Remember the old adage ‘the best way to remember your story is to tell the truth?’ Well, it’s the same with Intercultural Communications. The best way to interact with others is to be keenly aware of yourself…but also hyper sensitive and to the individuality and autonomous experience of others around you.
Good news? These tips apply whether you are traveling around the globe, interacting in a diverse work environment, or, my favorite this time of year, trying to better understand and appreciate the unique traits of key family members over the holidays!
1. Beware of making assumptions about people based on physical characteristics: race, ethnicity, age, ability, gender, etc. (That can’t be reiterated enough!)
2. Do good research in advance, but do not take ‘country guides’ as being the final word. Individual preferences vary and will trump any group customs, but might be helpful to know that the clock you about to give as a gift to your Chinese host might imply death.
3. Welcome feedback as a gift. Thanking someone for his or her suggestions is a great way to solicit ‘insider’ knowledge. Once you say thanks for the insight, he or she may be willing to share more. When a business deal is at stake that could be just the ticket to your success.
4. Embrace your own identity and use that as a platform to communicate with others. (I statements instead of you statements—as in “that’s so interesting, I do it this way, how do you do it?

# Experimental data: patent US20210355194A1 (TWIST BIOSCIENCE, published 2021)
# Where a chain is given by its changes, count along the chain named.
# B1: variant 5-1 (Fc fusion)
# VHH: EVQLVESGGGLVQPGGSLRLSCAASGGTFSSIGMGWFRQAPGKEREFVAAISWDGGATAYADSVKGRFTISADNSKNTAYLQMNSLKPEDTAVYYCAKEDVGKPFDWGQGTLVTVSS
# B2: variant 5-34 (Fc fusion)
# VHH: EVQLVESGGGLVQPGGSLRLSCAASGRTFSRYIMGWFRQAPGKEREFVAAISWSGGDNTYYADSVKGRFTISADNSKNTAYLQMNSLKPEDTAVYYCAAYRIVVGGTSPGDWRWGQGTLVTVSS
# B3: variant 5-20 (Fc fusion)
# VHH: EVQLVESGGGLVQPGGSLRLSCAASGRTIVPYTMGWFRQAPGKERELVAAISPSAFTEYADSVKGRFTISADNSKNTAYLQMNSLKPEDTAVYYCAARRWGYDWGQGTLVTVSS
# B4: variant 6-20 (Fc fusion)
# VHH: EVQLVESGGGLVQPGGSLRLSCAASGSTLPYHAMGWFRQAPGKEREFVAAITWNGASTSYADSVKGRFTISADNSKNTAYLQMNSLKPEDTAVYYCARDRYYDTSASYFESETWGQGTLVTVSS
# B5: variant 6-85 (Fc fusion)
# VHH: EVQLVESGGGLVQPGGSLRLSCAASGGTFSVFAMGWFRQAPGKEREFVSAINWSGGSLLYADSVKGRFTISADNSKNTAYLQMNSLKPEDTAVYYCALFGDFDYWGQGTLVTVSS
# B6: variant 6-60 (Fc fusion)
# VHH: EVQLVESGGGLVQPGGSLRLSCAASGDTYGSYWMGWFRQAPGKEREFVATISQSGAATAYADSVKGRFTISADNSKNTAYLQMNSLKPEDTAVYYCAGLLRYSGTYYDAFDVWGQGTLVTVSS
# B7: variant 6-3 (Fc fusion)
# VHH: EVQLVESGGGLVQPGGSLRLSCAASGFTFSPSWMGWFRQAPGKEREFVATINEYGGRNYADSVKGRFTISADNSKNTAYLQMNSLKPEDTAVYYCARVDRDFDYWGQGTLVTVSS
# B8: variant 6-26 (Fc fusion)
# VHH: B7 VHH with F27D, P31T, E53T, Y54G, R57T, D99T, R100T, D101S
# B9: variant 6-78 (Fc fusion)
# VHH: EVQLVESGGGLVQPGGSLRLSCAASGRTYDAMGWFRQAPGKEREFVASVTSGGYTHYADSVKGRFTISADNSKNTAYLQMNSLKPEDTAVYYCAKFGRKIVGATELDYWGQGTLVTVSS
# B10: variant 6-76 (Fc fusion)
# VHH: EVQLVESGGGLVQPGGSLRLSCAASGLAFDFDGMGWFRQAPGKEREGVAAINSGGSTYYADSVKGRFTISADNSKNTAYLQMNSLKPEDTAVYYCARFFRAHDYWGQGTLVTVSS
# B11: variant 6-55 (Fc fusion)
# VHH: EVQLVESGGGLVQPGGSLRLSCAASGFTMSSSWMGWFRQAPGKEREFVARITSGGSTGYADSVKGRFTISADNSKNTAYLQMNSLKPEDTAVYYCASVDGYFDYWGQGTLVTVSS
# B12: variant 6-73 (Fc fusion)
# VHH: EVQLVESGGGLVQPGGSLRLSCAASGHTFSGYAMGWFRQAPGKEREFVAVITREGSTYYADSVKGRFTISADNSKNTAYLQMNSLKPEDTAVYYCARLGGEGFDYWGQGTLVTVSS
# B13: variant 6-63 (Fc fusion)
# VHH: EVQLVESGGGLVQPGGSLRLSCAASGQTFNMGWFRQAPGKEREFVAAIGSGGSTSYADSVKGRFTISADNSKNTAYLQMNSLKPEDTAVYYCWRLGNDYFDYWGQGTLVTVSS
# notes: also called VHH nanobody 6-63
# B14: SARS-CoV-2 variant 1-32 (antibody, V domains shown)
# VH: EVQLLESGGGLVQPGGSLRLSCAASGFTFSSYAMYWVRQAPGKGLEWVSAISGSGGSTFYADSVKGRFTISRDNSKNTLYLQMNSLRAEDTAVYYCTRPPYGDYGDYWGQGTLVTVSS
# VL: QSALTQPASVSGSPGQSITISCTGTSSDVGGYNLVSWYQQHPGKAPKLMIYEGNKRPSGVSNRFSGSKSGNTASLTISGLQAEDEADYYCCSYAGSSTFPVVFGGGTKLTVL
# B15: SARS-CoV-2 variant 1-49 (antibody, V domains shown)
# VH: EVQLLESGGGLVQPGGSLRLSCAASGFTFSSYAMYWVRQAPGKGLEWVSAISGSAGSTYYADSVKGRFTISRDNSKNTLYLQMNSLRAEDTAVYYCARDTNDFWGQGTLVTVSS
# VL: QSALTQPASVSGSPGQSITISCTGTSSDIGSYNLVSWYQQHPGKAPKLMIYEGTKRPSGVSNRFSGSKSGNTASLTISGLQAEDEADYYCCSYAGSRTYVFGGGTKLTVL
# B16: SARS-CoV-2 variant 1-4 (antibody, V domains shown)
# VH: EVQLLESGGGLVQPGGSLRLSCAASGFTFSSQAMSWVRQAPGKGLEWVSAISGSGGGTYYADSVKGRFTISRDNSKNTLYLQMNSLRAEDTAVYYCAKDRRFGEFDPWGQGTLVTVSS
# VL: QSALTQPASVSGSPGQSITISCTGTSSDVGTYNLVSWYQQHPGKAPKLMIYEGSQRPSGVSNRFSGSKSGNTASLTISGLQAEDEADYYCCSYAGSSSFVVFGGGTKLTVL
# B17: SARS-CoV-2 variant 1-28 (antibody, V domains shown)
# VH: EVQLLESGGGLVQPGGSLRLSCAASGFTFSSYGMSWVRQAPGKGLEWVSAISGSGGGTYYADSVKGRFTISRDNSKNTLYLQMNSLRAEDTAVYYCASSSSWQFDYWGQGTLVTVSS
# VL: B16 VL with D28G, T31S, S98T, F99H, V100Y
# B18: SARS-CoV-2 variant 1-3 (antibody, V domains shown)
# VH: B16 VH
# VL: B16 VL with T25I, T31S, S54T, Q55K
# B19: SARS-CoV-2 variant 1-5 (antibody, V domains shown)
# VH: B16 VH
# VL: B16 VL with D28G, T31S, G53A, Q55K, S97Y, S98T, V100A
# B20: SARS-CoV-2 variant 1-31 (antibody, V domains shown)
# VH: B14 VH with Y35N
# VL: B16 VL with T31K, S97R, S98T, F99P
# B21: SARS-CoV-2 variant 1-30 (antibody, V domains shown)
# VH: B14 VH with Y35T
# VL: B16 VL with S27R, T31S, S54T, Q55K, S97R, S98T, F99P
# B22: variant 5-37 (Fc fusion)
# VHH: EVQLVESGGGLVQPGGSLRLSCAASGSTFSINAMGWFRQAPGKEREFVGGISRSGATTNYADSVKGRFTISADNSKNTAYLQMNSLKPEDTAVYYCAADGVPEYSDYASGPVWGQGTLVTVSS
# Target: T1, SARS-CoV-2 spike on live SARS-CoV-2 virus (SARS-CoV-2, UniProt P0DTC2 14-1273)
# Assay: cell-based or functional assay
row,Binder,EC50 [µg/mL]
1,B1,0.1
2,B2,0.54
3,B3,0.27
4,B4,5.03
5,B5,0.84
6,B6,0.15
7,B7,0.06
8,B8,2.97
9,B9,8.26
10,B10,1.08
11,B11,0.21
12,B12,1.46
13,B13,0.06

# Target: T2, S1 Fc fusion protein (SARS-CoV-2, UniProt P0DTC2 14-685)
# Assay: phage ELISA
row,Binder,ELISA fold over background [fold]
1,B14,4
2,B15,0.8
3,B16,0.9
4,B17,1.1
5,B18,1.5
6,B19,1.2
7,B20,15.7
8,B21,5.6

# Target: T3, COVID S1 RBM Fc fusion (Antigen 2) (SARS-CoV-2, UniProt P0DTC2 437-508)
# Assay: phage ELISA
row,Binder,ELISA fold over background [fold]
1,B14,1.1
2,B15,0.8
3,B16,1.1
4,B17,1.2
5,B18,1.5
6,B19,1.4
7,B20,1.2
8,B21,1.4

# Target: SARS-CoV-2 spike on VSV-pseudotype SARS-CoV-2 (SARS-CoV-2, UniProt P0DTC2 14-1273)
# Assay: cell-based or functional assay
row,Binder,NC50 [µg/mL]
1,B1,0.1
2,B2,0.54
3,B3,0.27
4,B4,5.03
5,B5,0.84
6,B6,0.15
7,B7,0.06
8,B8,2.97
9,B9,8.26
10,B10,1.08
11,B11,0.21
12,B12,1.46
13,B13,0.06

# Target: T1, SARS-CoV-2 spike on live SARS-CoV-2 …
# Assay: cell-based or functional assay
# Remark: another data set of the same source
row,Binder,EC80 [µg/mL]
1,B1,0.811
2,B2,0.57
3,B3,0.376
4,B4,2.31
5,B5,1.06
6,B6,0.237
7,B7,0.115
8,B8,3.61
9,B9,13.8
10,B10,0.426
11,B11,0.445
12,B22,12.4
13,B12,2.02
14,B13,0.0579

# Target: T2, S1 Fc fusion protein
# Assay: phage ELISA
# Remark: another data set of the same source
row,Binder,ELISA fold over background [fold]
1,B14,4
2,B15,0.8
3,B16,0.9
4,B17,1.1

5. Asks questions to understand what motivates others.
6. Be open to learning, and learn to teach without without being judgmental or making the learner feel embarrassed. Remember Emerson (sic) Everyone is my master because I can learn something from everyone.
7. Be an Anthropologist. Ethnographers or Participant Observers are keen to watch the interactions of others closely when approaching new communities or situations. How are items being used? How do people greet one another? It’s a chance to really listen with your whole being. Think “don’t drink the water in the finger bowl.”
8. Be sure to try new things, particularly foods when in another country. But, allow a little latitude when ordering food in restaurants, as in, you may understand the word for lasagna, but it may not be served as you expected…enjoy-seeing how similar concepts are enacted in different countries is part of the fun. (on the flip side, ff you have allergies or things that don’t allow latitude, like a peanut allergy, bring a dictionary to know key words.)
9. Be patient with yourself and others. Anger, unease, defensiveness, etc. may come with the territory. Just remember, that moment of discomfort is usually when you are at the cusp of learning! Kind of like in weight lifting—the moment the weight is too much and the muscle fails, is the moment the muscle gets stronger.
10. Be brave but safe, confident but humble…don’t be afraid to simply open the dictionary to the right page and just show it to the person with whom you are speaking; learn where the street signs are-sometimes they are on the corner, sometimes on the side of the building, sometimes on the sidewalk. If you go out alone, bring a piece of paper with the phone number and address where you are staying.